Think fruits and vegetables from Cameron Highlands are always fresher? Think again.
To produce your favourite vegetables and fruits, illegal pesticides for farming are used rampantly among farmers in Cameron Highlands, endangering our health and environment more, New Straits Times reported.
The usage of these illegal pesticides are widely spread across the area, even farmers themselves do not eat the vegetables they grow for sale as they are aware of the effects of the banned pesticides. How are we supposed to eat at ease when farmers don’t trust their own crops?
Regional Environmental Awareness of Cameron Highlands (Reach) president Ramakrishnan Ramasamy said illegal pesticides are sold openly in the area. No action has been taken even when the issue has been highlighted in the past.
“No one has been prosecuted for selling or using banned pesticides. This is despite the fact that using banned pesticides is punishable under the law,” he said.
According to the Pesticides Act, anyone who possesses or uses pesticides not registered may face up to a RM10,000 fine or a jail term of up to one year.
The biggest alarm is that the water supply has also been tainted due to the water supply making their way in it. Based on the studies conducted by local universities on rivers in Bertam Valley, Kuala Terla and the district’s tap water, among the pesticides contaminated is the deadly Endosulfan, a highly acute toxin and a suspected endocrine disruptor banned in 2005 under the Pesticides Act.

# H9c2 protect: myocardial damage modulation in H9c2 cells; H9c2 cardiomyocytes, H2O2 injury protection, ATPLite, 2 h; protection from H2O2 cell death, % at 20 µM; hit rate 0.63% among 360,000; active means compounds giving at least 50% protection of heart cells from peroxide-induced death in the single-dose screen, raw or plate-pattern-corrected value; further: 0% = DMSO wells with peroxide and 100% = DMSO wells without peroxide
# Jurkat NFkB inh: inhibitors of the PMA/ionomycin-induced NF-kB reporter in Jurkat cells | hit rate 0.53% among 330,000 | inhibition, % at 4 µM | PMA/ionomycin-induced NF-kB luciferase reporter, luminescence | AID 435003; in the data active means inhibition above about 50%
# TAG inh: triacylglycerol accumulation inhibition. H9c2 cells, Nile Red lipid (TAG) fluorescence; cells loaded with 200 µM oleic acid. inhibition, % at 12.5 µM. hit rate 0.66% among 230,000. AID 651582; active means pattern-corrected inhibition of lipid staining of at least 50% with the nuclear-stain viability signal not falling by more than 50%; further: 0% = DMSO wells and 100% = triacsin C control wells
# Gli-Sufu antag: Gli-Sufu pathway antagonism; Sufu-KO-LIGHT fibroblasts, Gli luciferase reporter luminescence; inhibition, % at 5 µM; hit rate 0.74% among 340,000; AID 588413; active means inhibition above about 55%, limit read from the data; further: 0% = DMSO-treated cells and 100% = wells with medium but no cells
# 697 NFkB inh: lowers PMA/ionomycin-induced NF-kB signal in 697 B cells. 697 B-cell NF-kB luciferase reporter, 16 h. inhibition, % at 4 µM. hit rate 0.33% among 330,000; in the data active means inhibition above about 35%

“Farmers prefer banned pesticides, as they are cheaper and more powerful. It doesn’t help that foreign workers, who often cannot read labels, do not disperse the pesticides in the right concentration,” he added.
These illegal pesticides are sold by coded names to reduce suspicion from the police. They are usually kept under the counter of certain shops and stalls, and sold only to regular customers. An example of a coded name is ‘Hennessy’. This Hennessy will not get you drunk, but will send you straight to your death bed.
“The authorities should take action to minimise exposure. They should conduct laboratory testing on the pesticides to verify their chemical contents,” he said.
He added that farmers should be relocated from water catchment areas in Kuala Terla to other parts of the district to prevent polluting the water supply.
Brb, gonna share this with my mum so she stops buying Cameron Highlands foodstuff.
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